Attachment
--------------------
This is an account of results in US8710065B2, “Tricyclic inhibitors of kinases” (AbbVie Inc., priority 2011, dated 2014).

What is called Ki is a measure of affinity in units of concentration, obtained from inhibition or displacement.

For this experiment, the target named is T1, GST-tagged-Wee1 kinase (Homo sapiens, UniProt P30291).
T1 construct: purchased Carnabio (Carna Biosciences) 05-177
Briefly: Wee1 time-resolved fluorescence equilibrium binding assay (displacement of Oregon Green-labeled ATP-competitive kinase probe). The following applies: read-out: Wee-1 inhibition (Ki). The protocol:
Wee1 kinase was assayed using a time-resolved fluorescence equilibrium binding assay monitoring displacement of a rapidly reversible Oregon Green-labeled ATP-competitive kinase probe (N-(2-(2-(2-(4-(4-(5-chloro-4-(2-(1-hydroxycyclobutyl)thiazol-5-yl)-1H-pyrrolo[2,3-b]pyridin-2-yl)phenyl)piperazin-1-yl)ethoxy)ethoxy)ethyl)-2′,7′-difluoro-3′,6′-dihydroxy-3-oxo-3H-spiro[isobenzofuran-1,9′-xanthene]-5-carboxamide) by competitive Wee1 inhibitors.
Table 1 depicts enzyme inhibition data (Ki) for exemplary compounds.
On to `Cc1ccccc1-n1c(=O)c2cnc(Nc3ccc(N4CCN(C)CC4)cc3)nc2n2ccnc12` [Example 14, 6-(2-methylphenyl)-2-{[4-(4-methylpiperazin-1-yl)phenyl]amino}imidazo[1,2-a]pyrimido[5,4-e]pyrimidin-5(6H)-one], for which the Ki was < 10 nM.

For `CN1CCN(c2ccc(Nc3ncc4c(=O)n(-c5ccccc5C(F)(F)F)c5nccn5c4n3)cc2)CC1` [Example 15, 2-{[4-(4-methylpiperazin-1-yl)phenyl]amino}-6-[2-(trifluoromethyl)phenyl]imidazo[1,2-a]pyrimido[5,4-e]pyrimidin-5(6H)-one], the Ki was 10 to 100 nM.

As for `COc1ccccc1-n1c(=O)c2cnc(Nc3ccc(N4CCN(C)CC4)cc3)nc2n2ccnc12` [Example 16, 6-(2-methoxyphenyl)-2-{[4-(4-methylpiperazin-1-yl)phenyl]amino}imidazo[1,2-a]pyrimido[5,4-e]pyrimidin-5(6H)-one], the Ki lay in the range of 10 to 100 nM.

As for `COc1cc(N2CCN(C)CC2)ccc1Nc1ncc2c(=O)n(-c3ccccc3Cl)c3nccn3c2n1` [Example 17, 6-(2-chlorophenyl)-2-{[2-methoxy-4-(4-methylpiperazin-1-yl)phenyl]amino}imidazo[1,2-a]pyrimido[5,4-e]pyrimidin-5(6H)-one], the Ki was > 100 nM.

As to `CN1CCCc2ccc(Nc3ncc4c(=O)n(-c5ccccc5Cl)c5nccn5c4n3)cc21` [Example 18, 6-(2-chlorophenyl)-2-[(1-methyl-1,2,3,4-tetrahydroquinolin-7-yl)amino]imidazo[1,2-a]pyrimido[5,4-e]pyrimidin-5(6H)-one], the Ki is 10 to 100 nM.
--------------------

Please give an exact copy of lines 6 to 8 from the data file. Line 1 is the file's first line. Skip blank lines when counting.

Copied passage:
Wee1 kinase was assayed using a time-resolved fluorescence equilibrium binding assay monitoring displacement of a rapidly reversible Oregon Green-labeled ATP-competitive kinase probe (N-(2-(2-(2-(4-(4-(5-chloro-4-(2-(1-hydroxycyclobutyl)thiazol-5-yl)-1H-pyrrolo[2,3-b]pyridin-2-yl)phenyl)piperazin-1-yl)ethoxy)ethoxy)ethyl)-2′,7′-difluoro-3′,6′-dihydroxy-3-oxo-3H-spiro[isobenzofuran-1,9′-xanthene]-5-carboxamide) by competitive Wee1 inhibitors.
Table 1 depicts enzyme inhibition data (Ki) for exemplary compounds.
On to `Cc1ccccc1-n1c(=O)c2cnc(Nc3ccc(N4CCN(C)CC4)cc3)nc2n2ccnc12` [Example 14, 6-(2-methylphenyl)-2-{[4-(4-methylpiperazin-1-yl)phenyl]amino}imidazo[1,2-a]pyrimido[5,4-e]pyrimidin-5(6H)-one], for which the Ki was < 10 nM.